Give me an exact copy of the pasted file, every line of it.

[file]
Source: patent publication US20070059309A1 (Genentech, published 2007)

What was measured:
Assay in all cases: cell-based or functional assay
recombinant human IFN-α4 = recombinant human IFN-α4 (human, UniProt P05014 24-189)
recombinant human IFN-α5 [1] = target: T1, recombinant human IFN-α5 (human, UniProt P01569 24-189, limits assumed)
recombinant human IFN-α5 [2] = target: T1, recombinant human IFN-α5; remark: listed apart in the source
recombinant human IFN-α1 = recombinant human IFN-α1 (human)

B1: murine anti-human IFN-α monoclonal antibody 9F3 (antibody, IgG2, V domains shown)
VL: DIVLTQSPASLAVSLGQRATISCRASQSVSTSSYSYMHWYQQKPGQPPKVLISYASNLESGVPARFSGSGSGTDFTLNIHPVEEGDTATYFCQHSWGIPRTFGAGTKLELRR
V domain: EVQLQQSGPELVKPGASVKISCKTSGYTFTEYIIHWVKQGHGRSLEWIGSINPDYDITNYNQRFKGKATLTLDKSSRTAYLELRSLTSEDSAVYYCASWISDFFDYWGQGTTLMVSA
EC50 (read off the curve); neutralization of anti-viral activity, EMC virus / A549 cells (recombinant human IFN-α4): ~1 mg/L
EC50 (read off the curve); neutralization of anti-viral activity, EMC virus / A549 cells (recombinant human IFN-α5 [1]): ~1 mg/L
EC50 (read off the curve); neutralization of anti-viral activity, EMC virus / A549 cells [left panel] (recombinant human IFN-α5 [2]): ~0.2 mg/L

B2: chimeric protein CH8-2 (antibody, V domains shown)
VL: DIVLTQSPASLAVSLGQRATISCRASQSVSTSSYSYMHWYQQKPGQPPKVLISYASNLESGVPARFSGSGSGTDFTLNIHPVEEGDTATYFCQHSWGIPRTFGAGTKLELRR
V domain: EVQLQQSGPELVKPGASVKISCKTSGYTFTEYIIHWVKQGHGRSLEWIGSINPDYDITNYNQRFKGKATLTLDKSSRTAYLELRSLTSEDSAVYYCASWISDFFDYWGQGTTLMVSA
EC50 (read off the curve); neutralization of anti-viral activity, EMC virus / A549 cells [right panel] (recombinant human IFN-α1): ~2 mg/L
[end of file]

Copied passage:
Source: patent publication US20070059309A1 (Genentech, published 2007)

What was measured:
Assay in all cases: cell-based or functional assay
recombinant human IFN-α4 = recombinant human IFN-α4 (human, UniProt P05014 24-189)
recombinant human IFN-α5 [1] = target: T1, recombinant human IFN-α5 (human, UniProt P01569 24-189, limits assumed)
recombinant human IFN-α5 [2] = target: T1, recombinant human IFN-α5; remark: listed apart in the source
recombinant human IFN-α1 = recombinant human IFN-α1 (human)

B1: murine anti-human IFN-α monoclonal antibody 9F3 (antibody, IgG2, V domains shown)
VL: DIVLTQSPASLAVSLGQRATISCRASQSVSTSSYSYMHWYQQKPGQPPKVLISYASNLESGVPARFSGSGSGTDFTLNIHPVEEGDTATYFCQHSWGIPRTFGAGTKLELRR
V domain: EVQLQQSGPELVKPGASVKISCKTSGYTFTEYIIHWVKQGHGRSLEWIGSINPDYDITNYNQRFKGKATLTLDKSSRTAYLELRSLTSEDSAVYYCASWISDFFDYWGQGTTLMVSA
EC50 (read off the curve); neutralization of anti-viral activity, EMC virus / A549 cells (recombinant human IFN-α4): ~1 mg/L
EC50 (read off the curve); neutralization of anti-viral activity, EMC virus / A549 cells (recombinant human IFN-α5 [1]): ~1 mg/L
EC50 (read off the curve); neutralization of anti-viral activity, EMC virus / A549 cells [left panel] (recombinant human IFN-α5 [2]): ~0.2 mg/L

B2: chimeric protein CH8-2 (antibody, V domains shown)
VL: DIVLTQSPASLAVSLGQRATISCRASQSVSTSSYSYMHWYQQKPGQPPKVLISYASNLESGVPARFSGSGSGTDFTLNIHPVEEGDTATYFCQHSWGIPRTFGAGTKLELRR
V domain: EVQLQQSGPELVKPGASVKISCKTSGYTFTEYIIHWVKQGHGRSLEWIGSINPDYDITNYNQRFKGKATLTLDKSSRTAYLELRSLTSEDSAVYYCASWISDFFDYWGQGTTLMVSA
EC50 (read off the curve); neutralization of anti-viral activity, EMC virus / A549 cells [right panel] (recombinant human IFN-α1): ~2 mg/L